Friday, April 03, 2020

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 Abstract

Excerpted From: Cassandra Crandall, Moving Forward from the Scoop Era: Providing Active Efforts under the Indian Child Welfare Act in Illinois, 40 Northern Illinois University Law Review 100 (Fall, 2019) (Note and Comment) (219 Footnotes) (Full Document)

CassandraCrandallThe scoop was the term that we use because the children's administration and other agencies were allowed to come into our tribal communities and literally scoop as many children as they could and take them quickly far from our reservations and place them for adoption .... My mother, Karen, was taken during that era from my grandmother, Myrtle. My grandmother, she had to go into the hospital for surgery and while she was in the hospital my mom and her siblings were taken. They separated them immediately and put them in separate cars .... The Superior Court judge signed off on the paperwork within a matter of four days and said that my grandmother was morally unfit to raise her children. There was no explanation given after her children were taken. Some things never healed in her and she left the reservation. She was murdered on the streets of Tacoma. She was 38.

Historically, state courts have exercised jurisdiction over issues in family law. Federal courts, in most cases, have left the resolution of domestic relation disputes up to state legislatures and courts. This is due to the expertise of state courts and the federal court system's dislike in deciding family law issues. Nevertheless, in 1978, Congress passed the Indian Child Welfare Act ("ICWA" or "Act") to address the alarming rate of separation of Indian children from their families and tribes. The purpose of the Act was,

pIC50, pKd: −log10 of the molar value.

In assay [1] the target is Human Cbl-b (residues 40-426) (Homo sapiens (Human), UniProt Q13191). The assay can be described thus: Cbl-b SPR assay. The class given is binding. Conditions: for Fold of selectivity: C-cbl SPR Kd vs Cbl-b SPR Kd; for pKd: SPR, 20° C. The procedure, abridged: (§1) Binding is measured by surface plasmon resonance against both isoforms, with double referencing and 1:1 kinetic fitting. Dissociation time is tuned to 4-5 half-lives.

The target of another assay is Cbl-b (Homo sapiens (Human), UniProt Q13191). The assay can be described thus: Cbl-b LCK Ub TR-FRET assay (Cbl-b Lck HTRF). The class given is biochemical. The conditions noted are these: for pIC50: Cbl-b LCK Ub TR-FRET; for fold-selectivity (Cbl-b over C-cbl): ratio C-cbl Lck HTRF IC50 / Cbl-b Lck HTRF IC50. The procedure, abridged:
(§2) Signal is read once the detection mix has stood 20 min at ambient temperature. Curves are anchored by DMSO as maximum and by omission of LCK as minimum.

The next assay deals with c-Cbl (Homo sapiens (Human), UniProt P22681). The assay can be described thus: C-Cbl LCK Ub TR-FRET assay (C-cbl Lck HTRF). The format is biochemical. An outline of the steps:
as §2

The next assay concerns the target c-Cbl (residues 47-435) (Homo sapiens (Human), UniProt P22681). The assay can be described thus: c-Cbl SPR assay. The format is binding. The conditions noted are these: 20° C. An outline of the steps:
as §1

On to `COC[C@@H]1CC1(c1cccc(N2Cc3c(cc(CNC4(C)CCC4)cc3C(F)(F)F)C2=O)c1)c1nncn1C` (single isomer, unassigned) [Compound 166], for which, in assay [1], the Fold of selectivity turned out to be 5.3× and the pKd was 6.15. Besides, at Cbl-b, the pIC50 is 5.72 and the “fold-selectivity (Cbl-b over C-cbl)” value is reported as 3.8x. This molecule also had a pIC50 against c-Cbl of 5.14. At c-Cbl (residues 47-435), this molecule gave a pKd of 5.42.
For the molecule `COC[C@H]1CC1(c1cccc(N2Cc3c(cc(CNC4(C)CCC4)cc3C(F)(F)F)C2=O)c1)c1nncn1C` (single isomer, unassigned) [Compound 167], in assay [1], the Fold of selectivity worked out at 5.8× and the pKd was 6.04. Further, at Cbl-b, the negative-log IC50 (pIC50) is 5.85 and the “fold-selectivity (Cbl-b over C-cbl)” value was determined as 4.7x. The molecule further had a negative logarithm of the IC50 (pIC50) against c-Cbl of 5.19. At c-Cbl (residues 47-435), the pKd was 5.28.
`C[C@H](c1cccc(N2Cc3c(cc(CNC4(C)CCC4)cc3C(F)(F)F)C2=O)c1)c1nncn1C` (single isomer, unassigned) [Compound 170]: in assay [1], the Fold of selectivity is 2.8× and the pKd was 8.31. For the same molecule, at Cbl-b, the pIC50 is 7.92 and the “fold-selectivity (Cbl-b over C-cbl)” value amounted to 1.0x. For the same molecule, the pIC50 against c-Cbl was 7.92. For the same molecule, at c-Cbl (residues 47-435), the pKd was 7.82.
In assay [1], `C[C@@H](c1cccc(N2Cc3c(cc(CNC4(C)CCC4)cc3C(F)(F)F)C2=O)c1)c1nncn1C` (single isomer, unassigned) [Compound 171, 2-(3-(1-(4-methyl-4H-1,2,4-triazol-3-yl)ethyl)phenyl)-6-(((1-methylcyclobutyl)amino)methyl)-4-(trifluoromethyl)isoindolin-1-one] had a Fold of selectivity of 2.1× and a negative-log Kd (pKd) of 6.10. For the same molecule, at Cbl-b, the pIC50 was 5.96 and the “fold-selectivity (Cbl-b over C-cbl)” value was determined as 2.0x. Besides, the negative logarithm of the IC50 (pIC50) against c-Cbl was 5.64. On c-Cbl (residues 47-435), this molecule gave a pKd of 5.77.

to protect the best interests of Indian children and to promote the stability of Indian tribes and families by the establishment of minimum Federal standards for the removal of Indian children from their families and the placement of such children in foster or adoptive homes which will reflect the unique values of Indian culture.

However, not all state courts have accepted the implementation of the Act. In fact, some state courts have pushed back against the ICWA because of their traditional jurisdiction over family law matters. Unfortunately, this has resulted in a patchwork of state violations of the ICWA.

Preliminarily, a short explanation of some of the Act's provisions may be beneficial. The ICWA applies to Indian child custody proceedings. "Child custody proceedings" refers to adoptive placement proceedings, the termination of parental rights, and foster care placement. The Act defines an "Indian child" as "any unmarried person who is under age eighteen and is either (1) a member of an Indian tribe or (2) is eligible for membership in an Indian tribe and is the biological child of a member/citizen of an Indian tribe." An "Indian tribe" is defined by the Act as "any Indian tribe, band, nation, or other organized group or community of Indians federally recognized as eligible for the services provided to Indians by the Secretary because of their status as Indians."

Since the Act passed, the Supreme Court has heard a limited number of cases involving the ICWA, leaving state courts and tribal courts mostly to their own devices to interpret the various terms and standards within the Act. This Comment focuses on a small portion of the ICWA, section 1912(d), which states:

Any party seeking to effect a foster care placement of, or termination of parental rights to, an Indian child under State law shall satisfy the court that active efforts have been made to provide remedial services and rehabilitative programs designed to prevent the breakup of the Indian family and that these efforts have proved unsuccessful.